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Stanley Kubrick – Just One More Film

September 3rd, 2012 by Michael Tabor

What’s sad is I will never again get to see another Stanley Kubrick film. I recently blogged about Woody Allen but there is no comparison in terms of “greatness” when you throw in Stanley Kubrick. Yes, I know there is Bergman, Fellini and Ford, but Stanley Kubrick was just in a completely different universe. You know you’re watching a Kubrick film within a minute, his style is/was so distinct. He was only 70 when he died in his sleep of a heart attack shortly before the release of “Eyes Wide Shut” and oh boy, what a loss this was for film aficionados. To start he only made 10 features if you begin with “Paths of Glory” (1957) which was really his first film (yes I know there is “The Killing” and a few earlier films but “Paths …” was really the first Kubrick film).
This obviously could be a 1000 page book (oh God all the masterpieces: ‘Barry Lyndon’, ‘The Shining, ‘2001: Space Odyssey’, ‘A Clockwork Orange’ … and the man – Stanley Kubrick) but in this short essay I’m just going to make a few remarks about his last film, “Eyes Wide Shut”.
I hated “Eyes Wide Shut” the first time I saw it and I couldn’t express my disappointment enough. I watched the semi – masterpiece this weekend and I must say I have gained a whole new perspective on the film. Was it his best work? No. Is this the film I would urge people to see, if one hasn’t seen a Kubrick film? (Can you imagine?) No. However, I missed a whole lot the first viewing some 10+ years ago. The first hour and 15 minutes of the film is, I still maintain, not very good and even a little over the top with the Stanley Kubrick signature – the intense, eerie, sort of otherworldly, esoteric, etc. Great camera work granted, but…. After the bizarre orgy, right after Cruise was told to leave and not tell anyone what he saw, was when the movie really started to get good, no not good – GREAT!
I could hear my heart pounding in my chest (much of the time) as I watched the last hour of the movie; I could hardly breathe when Dr. Harford (Cruise’s character) goes to the morgue and stares at the beautiful young dead woman – oh and the eerie score, that one loud piano note. I didn’t know what was going to happen. For some reason, as Cruise was leaning closer toward the corpse, I thought she was going to pop up. (That of course would have been inane and had made no sense, this is not Carpenter or Di Palma, but it’s that intense ambiance at which Kubrick was so masterful) The conversation at the end in which Dr. Harford (Cruise) and Victor Ziegler (Sydney Pollack) are engaged is one of the most intense eerie dream-like scenes I’ve ever seen in the history of cinema. Essentially nothing happens in the last hour and yet that atmosphere is there which is really one (of the many) reasons he was the best.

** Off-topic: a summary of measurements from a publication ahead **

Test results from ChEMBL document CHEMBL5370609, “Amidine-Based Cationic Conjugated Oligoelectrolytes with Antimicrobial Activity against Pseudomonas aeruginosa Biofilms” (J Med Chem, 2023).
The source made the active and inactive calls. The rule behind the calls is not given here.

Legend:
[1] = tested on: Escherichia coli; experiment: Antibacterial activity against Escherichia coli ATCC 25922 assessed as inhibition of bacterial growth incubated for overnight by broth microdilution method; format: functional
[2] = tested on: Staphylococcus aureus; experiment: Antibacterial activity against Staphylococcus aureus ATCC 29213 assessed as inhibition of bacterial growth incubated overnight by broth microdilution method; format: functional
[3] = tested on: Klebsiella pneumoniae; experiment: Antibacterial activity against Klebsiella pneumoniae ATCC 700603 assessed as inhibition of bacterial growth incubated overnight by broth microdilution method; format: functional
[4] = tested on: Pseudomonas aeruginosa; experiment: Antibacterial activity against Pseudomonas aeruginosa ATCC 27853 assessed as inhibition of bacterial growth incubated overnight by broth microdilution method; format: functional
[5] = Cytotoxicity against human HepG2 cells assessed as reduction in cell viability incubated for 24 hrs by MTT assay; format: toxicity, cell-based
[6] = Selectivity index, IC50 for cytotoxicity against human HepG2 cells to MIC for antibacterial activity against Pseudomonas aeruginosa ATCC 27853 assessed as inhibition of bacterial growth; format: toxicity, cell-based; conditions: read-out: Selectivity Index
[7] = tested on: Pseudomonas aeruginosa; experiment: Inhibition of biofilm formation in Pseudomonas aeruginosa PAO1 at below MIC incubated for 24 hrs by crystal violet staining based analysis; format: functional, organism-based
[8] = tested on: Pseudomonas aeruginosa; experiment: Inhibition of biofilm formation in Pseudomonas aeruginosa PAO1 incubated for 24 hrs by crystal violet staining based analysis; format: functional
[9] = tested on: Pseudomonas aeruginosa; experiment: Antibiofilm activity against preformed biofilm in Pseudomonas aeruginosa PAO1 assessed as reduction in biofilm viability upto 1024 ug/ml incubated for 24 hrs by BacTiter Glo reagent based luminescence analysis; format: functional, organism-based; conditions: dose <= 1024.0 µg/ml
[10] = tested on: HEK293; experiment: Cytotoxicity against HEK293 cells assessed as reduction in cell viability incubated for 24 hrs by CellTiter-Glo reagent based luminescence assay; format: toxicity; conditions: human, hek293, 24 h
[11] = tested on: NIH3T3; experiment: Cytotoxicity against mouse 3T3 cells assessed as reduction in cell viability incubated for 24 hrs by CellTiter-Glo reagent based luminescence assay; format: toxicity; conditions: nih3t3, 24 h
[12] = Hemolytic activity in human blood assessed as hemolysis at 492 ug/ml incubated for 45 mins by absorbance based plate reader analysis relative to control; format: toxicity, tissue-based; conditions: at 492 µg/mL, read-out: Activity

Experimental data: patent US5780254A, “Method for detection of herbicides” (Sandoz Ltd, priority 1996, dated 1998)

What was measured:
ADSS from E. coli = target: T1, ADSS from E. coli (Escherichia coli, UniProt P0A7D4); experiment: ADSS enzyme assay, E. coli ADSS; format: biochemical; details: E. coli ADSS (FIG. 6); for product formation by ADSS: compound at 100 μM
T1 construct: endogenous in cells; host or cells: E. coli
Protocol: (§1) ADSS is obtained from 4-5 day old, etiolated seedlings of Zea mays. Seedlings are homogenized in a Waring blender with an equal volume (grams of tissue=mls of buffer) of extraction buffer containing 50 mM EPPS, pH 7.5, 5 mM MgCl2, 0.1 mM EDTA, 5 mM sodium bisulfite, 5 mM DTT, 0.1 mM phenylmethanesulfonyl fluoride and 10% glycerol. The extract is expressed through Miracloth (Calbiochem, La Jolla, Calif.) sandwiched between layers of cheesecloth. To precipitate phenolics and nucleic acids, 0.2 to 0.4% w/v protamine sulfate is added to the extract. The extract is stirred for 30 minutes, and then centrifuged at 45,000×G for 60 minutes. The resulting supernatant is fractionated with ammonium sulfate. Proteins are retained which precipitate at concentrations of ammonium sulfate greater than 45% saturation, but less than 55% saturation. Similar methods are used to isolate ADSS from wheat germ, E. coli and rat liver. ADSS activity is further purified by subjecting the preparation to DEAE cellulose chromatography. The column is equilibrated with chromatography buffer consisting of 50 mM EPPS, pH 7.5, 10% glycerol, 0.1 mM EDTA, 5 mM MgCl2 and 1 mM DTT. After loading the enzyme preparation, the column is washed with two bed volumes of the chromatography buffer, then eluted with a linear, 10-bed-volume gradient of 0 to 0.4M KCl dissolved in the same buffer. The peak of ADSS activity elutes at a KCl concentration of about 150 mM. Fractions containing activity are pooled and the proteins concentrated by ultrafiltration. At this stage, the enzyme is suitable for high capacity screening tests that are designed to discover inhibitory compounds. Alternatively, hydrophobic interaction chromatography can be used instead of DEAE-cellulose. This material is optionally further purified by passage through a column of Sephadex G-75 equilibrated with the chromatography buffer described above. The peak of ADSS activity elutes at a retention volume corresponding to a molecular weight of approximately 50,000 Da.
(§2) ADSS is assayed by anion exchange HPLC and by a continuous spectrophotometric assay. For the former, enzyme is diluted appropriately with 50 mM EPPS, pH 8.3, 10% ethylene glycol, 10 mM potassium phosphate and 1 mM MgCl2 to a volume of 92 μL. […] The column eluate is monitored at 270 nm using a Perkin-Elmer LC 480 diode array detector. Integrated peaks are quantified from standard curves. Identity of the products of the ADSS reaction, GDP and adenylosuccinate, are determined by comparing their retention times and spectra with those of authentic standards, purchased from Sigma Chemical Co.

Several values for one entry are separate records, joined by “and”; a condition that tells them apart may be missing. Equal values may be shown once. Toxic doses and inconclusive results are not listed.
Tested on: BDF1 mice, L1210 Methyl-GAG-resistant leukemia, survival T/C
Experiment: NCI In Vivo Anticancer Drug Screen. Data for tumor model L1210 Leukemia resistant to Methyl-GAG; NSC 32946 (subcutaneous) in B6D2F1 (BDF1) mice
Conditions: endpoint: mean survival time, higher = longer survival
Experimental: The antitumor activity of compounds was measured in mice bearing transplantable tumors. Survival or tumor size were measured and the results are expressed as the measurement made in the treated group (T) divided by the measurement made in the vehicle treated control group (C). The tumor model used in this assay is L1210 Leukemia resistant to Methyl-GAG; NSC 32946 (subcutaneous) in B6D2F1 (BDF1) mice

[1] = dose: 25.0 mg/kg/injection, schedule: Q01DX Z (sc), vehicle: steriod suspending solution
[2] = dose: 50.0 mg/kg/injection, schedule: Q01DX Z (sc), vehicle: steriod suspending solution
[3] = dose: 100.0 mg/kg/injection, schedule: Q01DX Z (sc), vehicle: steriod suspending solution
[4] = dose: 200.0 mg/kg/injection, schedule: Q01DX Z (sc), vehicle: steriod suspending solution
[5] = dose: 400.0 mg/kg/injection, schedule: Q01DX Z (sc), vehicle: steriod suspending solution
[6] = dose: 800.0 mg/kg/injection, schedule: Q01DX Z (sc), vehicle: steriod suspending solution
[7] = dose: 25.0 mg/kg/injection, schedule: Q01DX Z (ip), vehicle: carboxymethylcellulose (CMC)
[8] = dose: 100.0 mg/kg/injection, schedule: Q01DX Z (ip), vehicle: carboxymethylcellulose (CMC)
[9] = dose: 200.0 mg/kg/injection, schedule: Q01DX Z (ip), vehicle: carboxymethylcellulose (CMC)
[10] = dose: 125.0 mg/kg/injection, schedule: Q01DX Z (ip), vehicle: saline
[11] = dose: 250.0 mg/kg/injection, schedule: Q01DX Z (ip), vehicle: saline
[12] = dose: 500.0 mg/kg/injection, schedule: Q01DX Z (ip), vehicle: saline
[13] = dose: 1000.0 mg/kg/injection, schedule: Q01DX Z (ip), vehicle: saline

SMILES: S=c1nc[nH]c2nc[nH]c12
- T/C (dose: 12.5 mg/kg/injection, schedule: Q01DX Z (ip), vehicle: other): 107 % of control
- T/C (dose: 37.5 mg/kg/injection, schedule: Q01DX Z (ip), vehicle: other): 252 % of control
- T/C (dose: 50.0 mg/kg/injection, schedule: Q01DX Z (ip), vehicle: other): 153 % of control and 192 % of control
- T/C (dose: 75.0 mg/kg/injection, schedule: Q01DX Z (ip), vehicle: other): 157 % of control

So I can go on, but I think I’ll just end with – if you were like me and were not happy with Stanley’s last movie, revisit it and it’s really the last half that did it for me. Oh, I must mention, not to put a damper on matters, but the ending was admittedly lame, but that shouldn’t stop you from absorbing that one hour of outstanding cinema.  So WhaDaYaThink ? What do you Think ?

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2 Responses to “Stanley Kubrick – Just One More Film”

  1. le duke de fromage Says:

    When I first saw paths Paths of Glory it changed my whole concept of what actual warfare was about.I still relate to this film when ever i see war movies.It is a brutal shocking realistic antiwar film which should be seen by all serious film buffs.The Shinning remains one of my favorite Nicholson films,the snowy maze climax, a masterpiece, it still gives me shivers, as does 2001 Space Odyssey. Not a T. Cruise fan, but thought the film interesting.

  2. Michael Tabor Says:

    I can talk or write about Stanley Kubrick interminably. Ah yes, Paths of Glory w/Kirk Douglas, what an indelible mark that left on me. I’m not a fan of T’ Cruise either ( P. Cruise is ok – lol) but he did a good job in ‘Eyes…shut’. Btw, I am thoroughly convinced that it’s the director that can make a bad/mediocre actor look great; it’s all about the auteur – he’s the man.

    After I finished writing this, there was another half a gem, so to speak, he made in “Full Metal Jacket’. Gunnery Sergeant Hartman, R. Lee Ermey, as the ruthless D.I. will never be forgotten. As a matter of fact I still hear young adults imitating him. He was a real DI and his performance secured him roles in Hollywood for the rest/remainder of his life – he averages 3-5 small roles every year, since Full metal. Oh, so yes, FMJ, the 1st half – masterpiece, and the second half – uhhh, not so good.

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